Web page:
Finding Nemo 3D Review: Now That's More Like It
While this is usually the time that I advise all of you to just pop a DVD into the player to spare yourselves the expense of paying a premium to watch yet another recycled animated film in an added dimension, Finding Nemo might actually be worth it. The revamped movie is awash in a literal sea of colors. As always, the 3D isn't really necessary because it was already gorgeous enough in 2D, so 3D is a plus if you can find a cinema who doesn't skimp on the 3D projector bulbs. In other words, the 3D actually makes the experience better if everything is done correctly on the theater's end.
As it happens, 2003's Finding Nemo brings back such fond memories, and the film anthropomorphizes its fishy characters in a very unobtrusive way. Of course, the underwater medium is one that's exceedingly difficult to pull off, but the rewards are vast, and the Pixar team pulls off an ocean of visuals that not only are terribly pleasing to watch as they unfold but also accentuates the emotional experience of the audience. For example, objects appear further away under water until -- all of a sudden -- that object is right up in the characters' business, which can be quite frightening but adds to the suspense and momentum of the story. The 3D only adds to this effect, and it's rather amazing to behold because, generally speaking, post-production 3D sucks ass (sorry to be so blunt, but it's true).
For the few of you who haven't caught this movie in its original 2D incarnation, the story revolves around an overprotective father, who just happens to be a clown fish (but has a lot in common with every other decent dad out there), named Marlin (Albert Brooks, who always does neurotic well). Poor Marlin harbors a very good reason for his neuroses too, which is easily explained by a slightly traumatic scene in which his wife, Coral (Elizabeth Perkins), and several hundred of their eggs are devoured by a barracuda. As such, the widower has a tendency to go slightly overboard with his insistence that Nemo (Alexander Gould) stay out of harm's way; so once the first day of school arrives, Nemo immediately rebels and ends up getting himself captured and put on display in the waiting room of a Dentist (Bill Hunter). Among Nemo's allies is a rather manipulative moorish idol named Gill (Willem Dafoe) and a pelican called Nigel (Geoffrey Rush), and all sorts of ridiculous things happen during their escape attempts, but it's a wonderful ride to take nonetheless.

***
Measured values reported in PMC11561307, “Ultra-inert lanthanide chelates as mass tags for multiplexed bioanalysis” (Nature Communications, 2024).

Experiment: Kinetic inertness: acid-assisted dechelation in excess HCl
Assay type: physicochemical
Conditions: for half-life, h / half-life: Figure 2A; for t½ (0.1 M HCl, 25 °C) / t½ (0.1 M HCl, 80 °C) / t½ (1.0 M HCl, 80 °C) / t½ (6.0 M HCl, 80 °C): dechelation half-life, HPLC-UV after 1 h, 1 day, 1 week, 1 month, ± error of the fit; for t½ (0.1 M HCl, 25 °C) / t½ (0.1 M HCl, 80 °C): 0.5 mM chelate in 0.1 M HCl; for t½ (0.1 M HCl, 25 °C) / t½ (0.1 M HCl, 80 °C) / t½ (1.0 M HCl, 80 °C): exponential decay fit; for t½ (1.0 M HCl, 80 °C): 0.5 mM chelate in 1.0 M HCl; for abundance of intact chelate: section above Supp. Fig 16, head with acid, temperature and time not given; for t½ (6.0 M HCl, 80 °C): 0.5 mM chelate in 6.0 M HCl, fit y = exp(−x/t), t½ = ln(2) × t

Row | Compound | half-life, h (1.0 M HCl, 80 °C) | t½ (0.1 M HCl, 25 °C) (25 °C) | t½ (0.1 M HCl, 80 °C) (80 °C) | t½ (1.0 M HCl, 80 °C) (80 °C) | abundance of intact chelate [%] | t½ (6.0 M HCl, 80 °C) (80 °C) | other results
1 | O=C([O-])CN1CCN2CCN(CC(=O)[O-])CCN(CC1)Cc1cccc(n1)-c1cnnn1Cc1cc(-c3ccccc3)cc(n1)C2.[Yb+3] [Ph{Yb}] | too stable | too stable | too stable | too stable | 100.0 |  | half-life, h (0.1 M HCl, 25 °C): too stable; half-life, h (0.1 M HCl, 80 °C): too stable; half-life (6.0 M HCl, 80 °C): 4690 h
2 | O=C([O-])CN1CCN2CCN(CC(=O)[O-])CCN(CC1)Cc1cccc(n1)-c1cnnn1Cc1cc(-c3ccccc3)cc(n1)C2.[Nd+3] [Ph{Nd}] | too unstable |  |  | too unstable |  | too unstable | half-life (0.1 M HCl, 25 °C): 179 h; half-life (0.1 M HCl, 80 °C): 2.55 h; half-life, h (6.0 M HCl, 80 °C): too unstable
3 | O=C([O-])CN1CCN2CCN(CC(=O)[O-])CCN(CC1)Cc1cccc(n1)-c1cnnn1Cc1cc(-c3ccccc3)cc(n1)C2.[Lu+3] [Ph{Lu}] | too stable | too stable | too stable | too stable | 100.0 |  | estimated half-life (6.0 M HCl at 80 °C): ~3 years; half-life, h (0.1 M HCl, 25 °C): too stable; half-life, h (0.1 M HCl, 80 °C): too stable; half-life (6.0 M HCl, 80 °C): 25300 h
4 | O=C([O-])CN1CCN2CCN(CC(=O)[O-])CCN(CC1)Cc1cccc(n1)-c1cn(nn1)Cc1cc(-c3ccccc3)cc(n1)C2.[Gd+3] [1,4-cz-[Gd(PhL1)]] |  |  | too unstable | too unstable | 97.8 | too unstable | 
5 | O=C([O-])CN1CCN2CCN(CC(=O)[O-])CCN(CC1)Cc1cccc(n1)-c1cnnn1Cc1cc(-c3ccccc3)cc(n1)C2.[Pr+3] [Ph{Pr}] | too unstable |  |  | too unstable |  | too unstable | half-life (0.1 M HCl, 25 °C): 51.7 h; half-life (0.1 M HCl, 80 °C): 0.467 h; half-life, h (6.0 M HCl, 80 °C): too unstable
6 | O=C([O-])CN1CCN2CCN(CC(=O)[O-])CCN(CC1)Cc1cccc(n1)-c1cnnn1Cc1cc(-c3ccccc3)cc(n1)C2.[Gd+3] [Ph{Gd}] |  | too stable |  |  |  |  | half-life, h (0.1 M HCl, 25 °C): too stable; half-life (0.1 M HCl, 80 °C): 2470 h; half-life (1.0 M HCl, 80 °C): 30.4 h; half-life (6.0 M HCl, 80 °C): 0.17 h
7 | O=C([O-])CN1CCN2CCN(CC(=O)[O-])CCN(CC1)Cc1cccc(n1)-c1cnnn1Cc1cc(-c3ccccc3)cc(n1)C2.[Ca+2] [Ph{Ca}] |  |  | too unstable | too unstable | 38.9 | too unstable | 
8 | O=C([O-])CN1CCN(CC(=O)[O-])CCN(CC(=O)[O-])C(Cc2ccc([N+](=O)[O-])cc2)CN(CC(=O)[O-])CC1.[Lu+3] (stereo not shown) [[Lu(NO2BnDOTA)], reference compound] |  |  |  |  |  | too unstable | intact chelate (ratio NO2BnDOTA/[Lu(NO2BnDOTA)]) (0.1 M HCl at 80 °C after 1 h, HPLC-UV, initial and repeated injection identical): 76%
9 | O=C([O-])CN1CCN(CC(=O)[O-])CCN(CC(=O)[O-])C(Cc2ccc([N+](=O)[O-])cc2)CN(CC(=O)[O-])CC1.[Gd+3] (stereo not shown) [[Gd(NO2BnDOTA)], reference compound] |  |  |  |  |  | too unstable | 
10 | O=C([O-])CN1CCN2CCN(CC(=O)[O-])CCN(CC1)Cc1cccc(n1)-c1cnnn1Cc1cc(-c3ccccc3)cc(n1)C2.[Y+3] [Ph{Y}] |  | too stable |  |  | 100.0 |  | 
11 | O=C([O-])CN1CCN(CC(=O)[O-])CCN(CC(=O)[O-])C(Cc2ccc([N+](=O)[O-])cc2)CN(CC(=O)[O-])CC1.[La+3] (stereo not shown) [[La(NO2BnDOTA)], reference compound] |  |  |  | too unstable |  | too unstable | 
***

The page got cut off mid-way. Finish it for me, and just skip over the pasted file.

Meanwhile, Marlin finds aid from a blue tang named Dory (Ellen DeGeneres), whose short-term memory loss is a constant source of jokes for the little ones in the audience. Along the way, they encounter a shark named Bruce (Barry Humphries), who is on a fish-free diet along with buddies Anchor (Eric Bana) and Chum (Bruce Spence), but not for long. Together, Marlin and Dory travel throughout the South Pacific on an epic search for young Nemo against all odds throughout the massive, never-ending seas. Highlights include an encounter with the sea turtle Crush (Andrew Stanton, who also directs), who is still a hoot after all these years, and the rest of the voice cast is simply amazing.
All the parents in the audience will easily find comfort in Finding Nemo's themes, which center around knowing when to let your kids be kids and when they need to be protected. Overall, it's a bittersweet combination that tugs at the heart strings, but the movie moves with such pace that such kleenex-grabbing moments are short lived indeed. Plus, there's a new Pixar short, Partysaurus Rex, tacked onto the front end of the movie for all you Toy Story universe lovers. I'm one of those awful people who can take or leave anything to do a bathtub full of toys, but the short's motif keeps with the water-bound feel of Finding Nemo. Overall, this is a theater experience that is well worth the 3D premium. Too bad they can't all be like this, right?
Agent Bedhead lives in Tulsa, Oklahoma. She and her little black heart can be found at Celebitchy.